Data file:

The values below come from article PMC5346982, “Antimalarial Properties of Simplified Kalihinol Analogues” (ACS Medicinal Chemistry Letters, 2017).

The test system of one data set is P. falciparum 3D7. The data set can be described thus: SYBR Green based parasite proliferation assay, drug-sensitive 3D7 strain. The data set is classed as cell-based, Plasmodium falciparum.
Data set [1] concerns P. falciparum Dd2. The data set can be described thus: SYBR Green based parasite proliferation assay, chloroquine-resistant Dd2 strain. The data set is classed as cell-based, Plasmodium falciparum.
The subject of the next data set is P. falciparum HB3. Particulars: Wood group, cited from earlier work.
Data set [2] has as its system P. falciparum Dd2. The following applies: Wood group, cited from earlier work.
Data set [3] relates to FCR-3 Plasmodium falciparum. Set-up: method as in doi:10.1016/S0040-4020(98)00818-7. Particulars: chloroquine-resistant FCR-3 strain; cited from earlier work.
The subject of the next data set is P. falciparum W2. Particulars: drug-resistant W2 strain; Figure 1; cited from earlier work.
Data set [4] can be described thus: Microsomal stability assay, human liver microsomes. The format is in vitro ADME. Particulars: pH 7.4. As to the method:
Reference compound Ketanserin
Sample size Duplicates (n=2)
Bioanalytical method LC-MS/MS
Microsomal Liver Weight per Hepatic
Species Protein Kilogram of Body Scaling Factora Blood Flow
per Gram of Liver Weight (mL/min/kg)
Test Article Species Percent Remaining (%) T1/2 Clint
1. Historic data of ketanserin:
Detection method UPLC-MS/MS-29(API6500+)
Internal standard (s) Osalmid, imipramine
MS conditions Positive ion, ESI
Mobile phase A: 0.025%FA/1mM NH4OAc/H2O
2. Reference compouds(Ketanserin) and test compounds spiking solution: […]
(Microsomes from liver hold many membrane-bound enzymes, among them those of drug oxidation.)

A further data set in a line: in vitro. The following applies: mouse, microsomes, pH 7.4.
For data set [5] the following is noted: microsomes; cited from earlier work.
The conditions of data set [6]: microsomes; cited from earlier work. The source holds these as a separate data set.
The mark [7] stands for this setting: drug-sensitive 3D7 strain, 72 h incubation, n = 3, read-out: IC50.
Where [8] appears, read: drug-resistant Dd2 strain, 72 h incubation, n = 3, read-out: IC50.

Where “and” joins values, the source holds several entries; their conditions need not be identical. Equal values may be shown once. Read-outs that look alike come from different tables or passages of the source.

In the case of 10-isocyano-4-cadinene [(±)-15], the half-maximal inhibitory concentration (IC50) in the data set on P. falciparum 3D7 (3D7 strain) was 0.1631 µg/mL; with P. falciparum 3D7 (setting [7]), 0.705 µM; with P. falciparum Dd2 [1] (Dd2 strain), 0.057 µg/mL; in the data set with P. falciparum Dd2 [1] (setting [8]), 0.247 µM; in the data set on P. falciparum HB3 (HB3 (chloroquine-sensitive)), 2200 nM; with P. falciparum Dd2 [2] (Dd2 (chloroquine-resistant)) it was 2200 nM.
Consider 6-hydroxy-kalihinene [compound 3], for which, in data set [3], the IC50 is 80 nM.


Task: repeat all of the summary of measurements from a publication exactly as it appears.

The values below come from article PMC5346982, “Antimalarial Properties of Simplified Kalihinol Analogues” (ACS Medicinal Chemistry Letters, 2017).

The test system of one data set is P. falciparum 3D7. The data set can be described thus: SYBR Green based parasite proliferation assay, drug-sensitive 3D7 strain. The data set is classed as cell-based, Plasmodium falciparum.
Data set [1] concerns P. falciparum Dd2. The data set can be described thus: SYBR Green based parasite proliferation assay, chloroquine-resistant Dd2 strain. The data set is classed as cell-based, Plasmodium falciparum.
The subject of the next data set is P. falciparum HB3. Particulars: Wood group, cited from earlier work.
Data set [2] has as its system P. falciparum Dd2. The following applies: Wood group, cited from earlier work.
Data set [3] relates to FCR-3 Plasmodium falciparum. Set-up: method as in doi:10.1016/S0040-4020(98)00818-7. Particulars: chloroquine-resistant FCR-3 strain; cited from earlier work.
The subject of the next data set is P. falciparum W2. Particulars: drug-resistant W2 strain; Figure 1; cited from earlier work.
Data set [4] can be described thus: Microsomal stability assay, human liver microsomes. The format is in vitro ADME. Particulars: pH 7.4. As to the method:
Reference compound Ketanserin
Sample size Duplicates (n=2)
Bioanalytical method LC-MS/MS
Microsomal Liver Weight per Hepatic
Species Protein Kilogram of Body Scaling Factora Blood Flow
per Gram of Liver Weight (mL/min/kg)
Test Article Species Percent Remaining (%) T1/2 Clint
1. Historic data of ketanserin:
Detection method UPLC-MS/MS-29(API6500+)
Internal standard (s) Osalmid, imipramine
MS conditions Positive ion, ESI
Mobile phase A: 0.025%FA/1mM NH4OAc/H2O
2. Reference compouds(Ketanserin) and test compounds spiking solution: […]
(Microsomes from liver hold many membrane-bound enzymes, among them those of drug oxidation.)

A further data set in a line: in vitro. The following applies: mouse, microsomes, pH 7.4.
For data set [5] the following is noted: microsomes; cited from earlier work.
The conditions of data set [6]: microsomes; cited from earlier work. The source holds these as a separate data set.
The mark [7] stands for this setting: drug-sensitive 3D7 strain, 72 h incubation, n = 3, read-out: IC50.
Where [8] appears, read: drug-resistant Dd2 strain, 72 h incubation, n = 3, read-out: IC50.

Where “and” joins values, the source holds several entries; their conditions need not be identical. Equal values may be shown once. Read-outs that look alike come from different tables or passages of the source.

In the case of 10-isocyano-4-cadinene [(±)-15], the half-maximal inhibitory concentration (IC50) in the data set on P. falciparum 3D7 (3D7 strain) was 0.1631 µg/mL; with P. falciparum 3D7 (setting [7]), 0.705 µM; with P. falciparum Dd2 [1] (Dd2 strain), 0.057 µg/mL; in the data set with P. falciparum Dd2 [1] (setting [8]), 0.247 µM; in the data set on P. falciparum HB3 (HB3 (chloroquine-sensitive)), 2200 nM; with P. falciparum Dd2 [2] (Dd2 (chloroquine-resistant)) it was 2200 nM.
Consider 6-hydroxy-kalihinene [compound 3], for which, in data set [3], the IC50 is 80 nM.